Naturally, the Grandmas quilted on their own time as well. Grandma Hoffman stitched lovely, ornate applique floral patterns. Grandma Claspy, always much more frugal, used up scraps from her "regular" sewing projects. But her eye for colors and patterns was uncanny, and some of these patch quilts are true delights. My sisters and I each have several of these, plus the "big kid" quilts Grandma Claspy made for our children, timed to arrive when they moved from crib to bed.

The Grandmas are gone now. Grandma Hoffman died in 1997, 94 years old. Grandma Claspy wasn't going to get the short end of *any* stick, and as such lived 102 years, when she died in the fall of 2006.

So where will the quilts come from now? The answer: Aunt Jane. Here's Sam on the quilt she made for him.

Five Days Old

Young Sam is five days old. We've had a remarkably smooth time of things (knock on wood)- surely some lost sleep and frayed nerves, but in all everyone is adjusting to our new lives.

Today Sam had his frenulum cut. Sounds painful even typing it! The frenulum is the tiny bit of skin that connects the bottom of the tongue to the bottom of the mouth. Sam's was just a tad too long, and it was making it difficult for him to nurse properly, and when he did nurse, his tongue was hitting Kim in all the wrong places. So the doctor snipped that bit of skin this morning. He went right to nursing after the procedure and Kim immediately felt relief.

Yesterday was his first doctor appointment, which was mostly a lactation consultation. Very worthwhile to do. Kim and Sam are getting the hang of things, and the milk has come in- to the tune of Sam gaining 5 ounces in weight between yesterday's doctor appointment and today's! He likey the milk!

A few pictures:

Jasmine Buttercup and Sam, fast friends (though they don't seem so sure of it here).

Big sister Maggie getting some quality time with her little brother (who she calls "Mini Me").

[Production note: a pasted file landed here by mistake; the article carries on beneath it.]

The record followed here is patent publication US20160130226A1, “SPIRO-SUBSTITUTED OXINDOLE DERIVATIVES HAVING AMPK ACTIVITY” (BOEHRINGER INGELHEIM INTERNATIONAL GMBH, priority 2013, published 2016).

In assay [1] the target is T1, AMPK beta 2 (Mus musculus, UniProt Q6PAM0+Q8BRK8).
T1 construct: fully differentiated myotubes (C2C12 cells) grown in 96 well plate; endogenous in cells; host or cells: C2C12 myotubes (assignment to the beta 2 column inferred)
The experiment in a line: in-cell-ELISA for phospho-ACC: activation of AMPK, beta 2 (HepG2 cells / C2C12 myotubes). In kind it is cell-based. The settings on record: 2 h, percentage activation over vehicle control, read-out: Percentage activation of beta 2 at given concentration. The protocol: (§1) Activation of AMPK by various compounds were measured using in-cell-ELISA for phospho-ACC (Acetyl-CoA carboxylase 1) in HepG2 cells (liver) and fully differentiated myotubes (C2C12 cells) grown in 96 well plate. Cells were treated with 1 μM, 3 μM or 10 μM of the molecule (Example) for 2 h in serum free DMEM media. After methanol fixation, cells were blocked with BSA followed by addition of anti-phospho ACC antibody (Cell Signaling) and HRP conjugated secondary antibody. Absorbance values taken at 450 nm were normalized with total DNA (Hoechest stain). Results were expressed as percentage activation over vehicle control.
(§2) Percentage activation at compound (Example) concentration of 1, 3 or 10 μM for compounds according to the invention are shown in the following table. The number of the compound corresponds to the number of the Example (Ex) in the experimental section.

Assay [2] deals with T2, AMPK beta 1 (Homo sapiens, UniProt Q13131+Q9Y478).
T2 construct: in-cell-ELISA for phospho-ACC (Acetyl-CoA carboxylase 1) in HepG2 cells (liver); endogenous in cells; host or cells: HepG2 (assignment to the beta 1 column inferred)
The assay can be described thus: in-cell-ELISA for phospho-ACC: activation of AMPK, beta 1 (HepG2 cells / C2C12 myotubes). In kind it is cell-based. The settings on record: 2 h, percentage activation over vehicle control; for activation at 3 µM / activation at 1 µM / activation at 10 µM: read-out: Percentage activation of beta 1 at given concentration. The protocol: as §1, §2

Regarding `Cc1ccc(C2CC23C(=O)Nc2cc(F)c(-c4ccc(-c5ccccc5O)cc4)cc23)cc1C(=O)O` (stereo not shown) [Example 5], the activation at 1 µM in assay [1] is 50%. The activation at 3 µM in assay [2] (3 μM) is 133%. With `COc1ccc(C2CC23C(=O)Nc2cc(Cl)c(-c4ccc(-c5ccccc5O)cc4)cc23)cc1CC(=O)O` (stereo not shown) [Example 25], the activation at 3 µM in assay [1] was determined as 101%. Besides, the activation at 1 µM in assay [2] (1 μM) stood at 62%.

Belle mama and the little shaver.

Monday, May 24, 2010

Sam meets his sisters

Sam got to meet his sisters for the very first time today.

They decided he can stay in the family.

Sunday, May 23, 2010

BAM! Sam!

Samuel Ellis
7 pounds, 1 ounce
21 inches


Monday, May 17, 2010

Weekend waiting

Sunday, May 16th was graduation at CWRU, an event that Kim enjoys being a part of. This year was particularly special for her, as her first two graduate students were getting their PhDs. Personally, I think she just likes the opportunity to wear her subtle academic regalia.

We thought perhaps the robes would hide her baby bump (baby bulge? baby BOOM?) but it didn't take too much encouragement to put that argument to rest.


How did the rest of us spend the afternoon? Hoops!

Thursday, May 13, 2010

The Thirty Nine Weeks

With apologies to Hitchcock for the title of this post, here is a visual of what ten months of gestation looks like. Belly bokeh.

Sunday, May 9, 2010

Bathroom, getting close

The bathroom project inches closer to being done.

These pictures show the tub/shower tile done and grouted.

The large black rectangle on the floor is the furnace register.

The medicine cabinet and matching storage cabinet are up. Next for me is to paint the door and get it re-hung.

Finally, we are waiting for the arrival of the tub refinishing crew who will put a fresh surface on the tub, the last piece of the puzzle.